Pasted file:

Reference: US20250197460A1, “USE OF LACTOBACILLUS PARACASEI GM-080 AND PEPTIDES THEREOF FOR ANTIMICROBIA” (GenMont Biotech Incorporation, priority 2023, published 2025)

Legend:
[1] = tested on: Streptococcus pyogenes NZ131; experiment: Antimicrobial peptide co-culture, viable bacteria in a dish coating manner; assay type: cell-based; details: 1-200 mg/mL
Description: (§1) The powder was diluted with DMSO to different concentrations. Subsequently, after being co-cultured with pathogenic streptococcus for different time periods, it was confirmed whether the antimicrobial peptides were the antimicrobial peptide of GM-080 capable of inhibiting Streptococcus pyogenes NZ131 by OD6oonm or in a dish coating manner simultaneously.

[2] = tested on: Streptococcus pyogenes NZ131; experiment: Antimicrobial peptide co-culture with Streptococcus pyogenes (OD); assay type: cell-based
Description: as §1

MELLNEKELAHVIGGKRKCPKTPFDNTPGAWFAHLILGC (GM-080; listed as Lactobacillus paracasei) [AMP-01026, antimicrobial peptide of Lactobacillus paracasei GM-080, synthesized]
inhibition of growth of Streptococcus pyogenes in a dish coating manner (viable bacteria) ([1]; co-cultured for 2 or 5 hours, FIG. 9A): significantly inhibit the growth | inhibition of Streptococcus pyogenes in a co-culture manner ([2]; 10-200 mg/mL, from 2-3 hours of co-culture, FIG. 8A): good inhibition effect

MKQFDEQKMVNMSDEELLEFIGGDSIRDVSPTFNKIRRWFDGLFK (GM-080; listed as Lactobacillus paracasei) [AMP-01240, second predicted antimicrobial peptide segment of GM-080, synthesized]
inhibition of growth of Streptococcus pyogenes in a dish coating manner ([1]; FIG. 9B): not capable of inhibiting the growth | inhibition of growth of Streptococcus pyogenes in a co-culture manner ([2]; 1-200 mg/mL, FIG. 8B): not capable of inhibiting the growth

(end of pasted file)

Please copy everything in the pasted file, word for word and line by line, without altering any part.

Reference: US20250197460A1, “USE OF LACTOBACILLUS PARACASEI GM-080 AND PEPTIDES THEREOF FOR ANTIMICROBIA” (GenMont Biotech Incorporation, priority 2023, published 2025)

Legend:
[1] = tested on: Streptococcus pyogenes NZ131; experiment: Antimicrobial peptide co-culture, viable bacteria in a dish coating manner; assay type: cell-based; details: 1-200 mg/mL
Description: (§1) The powder was diluted with DMSO to different concentrations. Subsequently, after being co-cultured with pathogenic streptococcus for different time periods, it was confirmed whether the antimicrobial peptides were the antimicrobial peptide of GM-080 capable of inhibiting Streptococcus pyogenes NZ131 by OD6oonm or in a dish coating manner simultaneously.

[2] = tested on: Streptococcus pyogenes NZ131; experiment: Antimicrobial peptide co-culture with Streptococcus pyogenes (OD); assay type: cell-based
Description: as §1

MELLNEKELAHVIGGKRKCPKTPFDNTPGAWFAHLILGC (GM-080; listed as Lactobacillus paracasei) [AMP-01026, antimicrobial peptide of Lactobacillus paracasei GM-080, synthesized]
inhibition of growth of Streptococcus pyogenes in a dish coating manner (viable bacteria) ([1]; co-cultured for 2 or 5 hours, FIG. 9A): significantly inhibit the growth | inhibition of Streptococcus pyogenes in a co-culture manner ([2]; 10-200 mg/mL, from 2-3 hours of co-culture, FIG. 8A): good inhibition effect

MKQFDEQKMVNMSDEELLEFIGGDSIRDVSPTFNKIRRWFDGLFK (GM-080; listed as Lactobacillus paracasei) [AMP-01240, second predicted antimicrobial peptide segment of GM-080, synthesized]
inhibition of growth of Streptococcus pyogenes in a dish coating manner ([1]; FIG. 9B): not capable of inhibiting the growth | inhibition of growth of Streptococcus pyogenes in a co-culture manner ([2]; 1-200 mg/mL, FIG. 8B): not capable of inhibiting the growth